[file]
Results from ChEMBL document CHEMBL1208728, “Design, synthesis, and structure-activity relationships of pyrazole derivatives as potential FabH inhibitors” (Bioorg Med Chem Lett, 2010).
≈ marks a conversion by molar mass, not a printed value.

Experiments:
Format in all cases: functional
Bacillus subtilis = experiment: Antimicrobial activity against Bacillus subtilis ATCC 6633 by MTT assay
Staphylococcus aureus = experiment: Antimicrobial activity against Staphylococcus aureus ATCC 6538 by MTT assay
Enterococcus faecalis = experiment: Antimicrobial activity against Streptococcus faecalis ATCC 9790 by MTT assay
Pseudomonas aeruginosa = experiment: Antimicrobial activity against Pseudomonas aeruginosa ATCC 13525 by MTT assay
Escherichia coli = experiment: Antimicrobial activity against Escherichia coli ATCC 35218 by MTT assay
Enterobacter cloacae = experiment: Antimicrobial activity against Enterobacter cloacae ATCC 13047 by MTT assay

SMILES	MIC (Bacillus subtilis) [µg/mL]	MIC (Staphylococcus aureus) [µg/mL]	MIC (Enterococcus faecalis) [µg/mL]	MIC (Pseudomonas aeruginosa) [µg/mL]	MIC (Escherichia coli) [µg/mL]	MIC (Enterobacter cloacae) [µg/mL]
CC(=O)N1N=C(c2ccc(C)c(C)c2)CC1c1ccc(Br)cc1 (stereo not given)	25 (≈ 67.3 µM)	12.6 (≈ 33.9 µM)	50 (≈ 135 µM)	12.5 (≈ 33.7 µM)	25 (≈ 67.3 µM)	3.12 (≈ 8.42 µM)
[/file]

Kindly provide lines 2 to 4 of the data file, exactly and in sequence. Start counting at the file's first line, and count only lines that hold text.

≈ marks a conversion by molar mass, not a printed value.

Experiments:
Format in all cases: functional